Bulgaria Still Lags Behind the Rest of EU in Electric Mobility but Progress Is Fast

Bulgaria Still Lags Behind the Rest of EU in Electric Mobility but Progress Is Fast

Sofia, February 5 (Konstantin Karagyozov of BTA) - Тhe share of electric vehicles (EVs) in Bulgaria has been rapidly growing in recent years but it started from a very low base and the country still lags behind most European countries in electric mobility. At the end of September 2021, there were some 18,000 electric cars in Bulgaria, which amounts to 0.67 per cent of all cars in the country, the Electric Vehicles Industrial Cluster (EVIC) reported in January.

Low incomes is one of the main deterrents to purchasing an EV in Bulgaria, EVIC said a while back. Another is the absence of charging infrastructure. This is a vicious circle - there are very few new EVs because the infrastructure is inadequate and the infrastructure is less developed than elsewhere in Europe due to the small number of EVs in the country, the EVIC noted.

Unlike many other EU countries, EV purchases are not yet subsidized in Bulgaria. In January, the Deputy Prime Minister for Climate Policy and Environment Minister, Borislav Sandov, told BTA that every car owner who gives up their old car and buys a new EV will be entitled to a subsidy of 6,200 euro under the EU-backed Operational Programme Environment during its next programming period (2021-2027). In addition to that, Bulgaria's National Recovery and Resilience Plan envisages a reform for replacing old vehicles with electric ones, he also said.

In the last 9 months the number of electric cars in Bulgaria has increased dramatically, by 50 per cent, and sales are projected to grow even more. Estimates show that in the third quarter of 2021, a total of 96 new electric cars were registered in the country, compared to only 26 during the same period in 2020.

In the first nine months of 2021, the new EV registrations totalled 219 which was a significant increase from only 79 during the same period of 2020.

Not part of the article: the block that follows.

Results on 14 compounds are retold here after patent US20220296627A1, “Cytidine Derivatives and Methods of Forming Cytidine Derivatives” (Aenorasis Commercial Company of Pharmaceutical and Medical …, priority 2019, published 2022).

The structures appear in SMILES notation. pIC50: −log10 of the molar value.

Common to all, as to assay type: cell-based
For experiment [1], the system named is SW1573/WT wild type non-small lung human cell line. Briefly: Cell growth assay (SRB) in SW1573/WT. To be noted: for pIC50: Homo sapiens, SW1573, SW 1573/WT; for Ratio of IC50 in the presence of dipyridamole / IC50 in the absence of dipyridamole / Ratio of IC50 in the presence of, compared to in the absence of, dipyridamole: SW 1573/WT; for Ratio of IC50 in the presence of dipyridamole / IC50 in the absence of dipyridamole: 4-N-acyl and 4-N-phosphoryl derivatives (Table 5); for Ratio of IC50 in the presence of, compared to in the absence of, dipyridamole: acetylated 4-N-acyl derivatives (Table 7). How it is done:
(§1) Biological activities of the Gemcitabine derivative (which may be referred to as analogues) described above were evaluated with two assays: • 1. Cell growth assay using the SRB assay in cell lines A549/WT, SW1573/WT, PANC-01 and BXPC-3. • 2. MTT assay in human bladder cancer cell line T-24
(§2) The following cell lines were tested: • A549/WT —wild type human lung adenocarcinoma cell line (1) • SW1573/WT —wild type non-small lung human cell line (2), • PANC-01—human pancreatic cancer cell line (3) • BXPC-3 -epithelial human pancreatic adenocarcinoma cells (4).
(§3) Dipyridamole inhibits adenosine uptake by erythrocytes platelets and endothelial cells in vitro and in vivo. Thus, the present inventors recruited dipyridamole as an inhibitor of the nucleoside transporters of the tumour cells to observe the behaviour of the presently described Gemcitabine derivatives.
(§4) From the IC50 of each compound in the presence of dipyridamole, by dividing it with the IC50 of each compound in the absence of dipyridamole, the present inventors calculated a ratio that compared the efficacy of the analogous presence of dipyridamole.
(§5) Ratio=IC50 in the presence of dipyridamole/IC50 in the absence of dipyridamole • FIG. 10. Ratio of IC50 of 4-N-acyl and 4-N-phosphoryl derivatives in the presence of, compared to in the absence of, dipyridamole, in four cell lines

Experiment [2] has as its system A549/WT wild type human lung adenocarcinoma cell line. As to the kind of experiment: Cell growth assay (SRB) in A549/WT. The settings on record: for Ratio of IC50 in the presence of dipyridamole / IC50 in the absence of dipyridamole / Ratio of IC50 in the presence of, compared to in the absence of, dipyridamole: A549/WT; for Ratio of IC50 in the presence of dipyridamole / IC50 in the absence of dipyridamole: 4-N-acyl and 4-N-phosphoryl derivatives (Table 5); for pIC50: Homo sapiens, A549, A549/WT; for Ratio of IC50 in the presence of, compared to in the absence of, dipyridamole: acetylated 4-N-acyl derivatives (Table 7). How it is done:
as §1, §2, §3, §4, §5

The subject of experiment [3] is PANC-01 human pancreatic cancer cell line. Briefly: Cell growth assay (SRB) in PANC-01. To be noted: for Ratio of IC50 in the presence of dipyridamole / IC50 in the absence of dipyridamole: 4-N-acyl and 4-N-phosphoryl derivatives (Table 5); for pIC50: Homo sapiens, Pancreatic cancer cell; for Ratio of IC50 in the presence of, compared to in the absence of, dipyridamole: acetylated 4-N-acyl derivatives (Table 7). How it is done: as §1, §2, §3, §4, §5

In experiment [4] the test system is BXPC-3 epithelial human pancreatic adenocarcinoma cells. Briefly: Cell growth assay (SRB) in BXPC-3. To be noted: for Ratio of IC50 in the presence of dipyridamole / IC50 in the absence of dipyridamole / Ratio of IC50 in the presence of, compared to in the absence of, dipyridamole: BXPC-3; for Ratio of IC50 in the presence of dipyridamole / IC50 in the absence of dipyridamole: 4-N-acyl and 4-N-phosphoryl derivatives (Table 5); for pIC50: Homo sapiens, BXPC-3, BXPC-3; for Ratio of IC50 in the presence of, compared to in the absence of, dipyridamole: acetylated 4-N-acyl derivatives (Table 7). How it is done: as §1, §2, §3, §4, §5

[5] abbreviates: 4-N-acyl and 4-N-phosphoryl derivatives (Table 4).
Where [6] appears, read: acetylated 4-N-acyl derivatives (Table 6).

Meanwhile, the EV market share in Europe has increased by 9.8 per cent in the third quarter of 2021. Sales of plug-in hybrid electric vehicles (PHEVs) have increased by 9.1 per cent and sales of conventional hybrid vehicles have increased by 20.7 per cent, EVIC reported.

The largest share of EVs is concentrated in a few Nordic countries and EU members in the West. Some 60 per cent of all registrations of battery electric vehicles (BEVs) are in Germany, France, and United Kingdom and their number has tripled since 2019. PHEV sales are the highest in Sweden (23 per cent), Norway and Iceland (20 per cent each), EVIC added.

Despite the increasing number of EVs across the world in recent years, the EV market remains relatively small and depends on the national policies of individual countries.

Minister: 20,000 EVs and 10,000 Charging Stations in Bulgaria Five Years from Now

During a webinar on electric mobility in early February, Environment Minister Borislav Sandov said that Bulgaria will have 20,000 EVs and 10,000 charging stations by 2026, and 50,000 old vehicles with internal combustion engines, will go out of use.

"If we look back, this might seem like an overly ambitious plan for a period of five years. But seeing how fast things move around us, in the EU and even in some neighbouring countries, which are not part of the EU, it is totally realistic. Some people might even find it not sufficiently ambitious," said Sandov.

He said that OP Environment 2021-2027, which will have funding for subsidized purchase of EVs, is at the stage of final drafting and will be sent in to Brussels for approval. Even now municipalities can apply for funding from OP Environment for purchase of electric buses or trucks for the municipal services. KK/

Source: Sofia